Dwyer’s choice of jewellery as his medium came early, and was an emanation of his fascination with sculptural art. ”I have always loved making things and from an early age was sculpting”, he explains, “Jewellery is essentially small sculpture and … I enjoyed the significance of a small object when in a jewellery context. The idea of wearable art/sculpture is what really inspired me and that sculpture held a place in our life beyond a gallery space.”.
Dwyer’s talents were nurtured by his studies at the Queensland College of Art, where he was taught by accomplished jeweller Lyle Tweedalle and Danish coppersmith Yorgen DeVoss. Subsequently Dwyer has expanded his skills by studying with a master jeweller in Barcelona as well as a number of trade jewellers in Brisbane. Through these experiences he has learnt the broad skill set he employs to make his pieces, from making fine jewellery to hollow wares such as Teapots and vessels. He lists Caravaggio, Ron Mueck, Vernon Ah Kee and Mari Funaki amongst those he admires, and is equally eclectic when asked about the style of his jewellery: “My works are very diverse and fitting them into one particular style is very difficult”, he states.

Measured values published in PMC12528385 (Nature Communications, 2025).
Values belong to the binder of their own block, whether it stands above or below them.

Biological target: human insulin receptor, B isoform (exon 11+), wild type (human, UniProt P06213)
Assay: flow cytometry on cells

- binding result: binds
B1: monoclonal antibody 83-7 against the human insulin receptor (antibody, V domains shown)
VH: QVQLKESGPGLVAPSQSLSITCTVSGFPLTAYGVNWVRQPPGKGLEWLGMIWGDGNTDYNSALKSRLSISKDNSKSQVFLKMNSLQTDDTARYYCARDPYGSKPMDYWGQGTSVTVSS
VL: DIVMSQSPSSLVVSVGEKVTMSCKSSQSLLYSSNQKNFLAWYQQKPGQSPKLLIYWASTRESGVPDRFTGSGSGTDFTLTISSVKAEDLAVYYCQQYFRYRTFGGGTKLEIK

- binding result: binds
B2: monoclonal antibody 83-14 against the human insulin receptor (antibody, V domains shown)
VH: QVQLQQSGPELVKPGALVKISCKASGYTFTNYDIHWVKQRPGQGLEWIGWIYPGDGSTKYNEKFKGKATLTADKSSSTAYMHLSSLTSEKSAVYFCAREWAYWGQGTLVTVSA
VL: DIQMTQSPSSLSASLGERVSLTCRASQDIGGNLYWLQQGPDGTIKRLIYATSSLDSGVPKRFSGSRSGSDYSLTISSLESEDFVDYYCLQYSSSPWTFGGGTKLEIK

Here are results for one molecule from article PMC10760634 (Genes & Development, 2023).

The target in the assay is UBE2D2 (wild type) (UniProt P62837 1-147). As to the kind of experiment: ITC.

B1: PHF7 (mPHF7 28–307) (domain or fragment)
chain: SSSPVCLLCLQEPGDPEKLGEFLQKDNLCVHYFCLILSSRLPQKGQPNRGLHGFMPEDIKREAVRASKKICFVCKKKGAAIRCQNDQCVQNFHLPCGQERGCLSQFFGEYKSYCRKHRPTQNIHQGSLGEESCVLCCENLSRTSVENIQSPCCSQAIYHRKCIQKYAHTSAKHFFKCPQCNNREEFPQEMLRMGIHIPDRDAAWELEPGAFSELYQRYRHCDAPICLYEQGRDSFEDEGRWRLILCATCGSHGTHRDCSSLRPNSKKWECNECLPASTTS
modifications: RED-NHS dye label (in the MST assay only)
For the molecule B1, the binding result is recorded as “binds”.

One factor that hold true across his creations is the meticulousness with which he approaches his craft; “I have a great passion for making objects, whether they are make-up compacts, tea infusers, perfume bottles, hand mirrors or vessels such as tea pots. I enjoy making these objects as they are a technical challenge, and encompass skills that are fast becoming lost art forms.”
As for inspiration, Dwyer lists memory and history as his greatest sources of creative ideas; “I have a very strong interest in objects that have a memory associated with them or stimulate an emotional response” he comments, and his latest artistic interest has been into Victorian era jewellery and objects.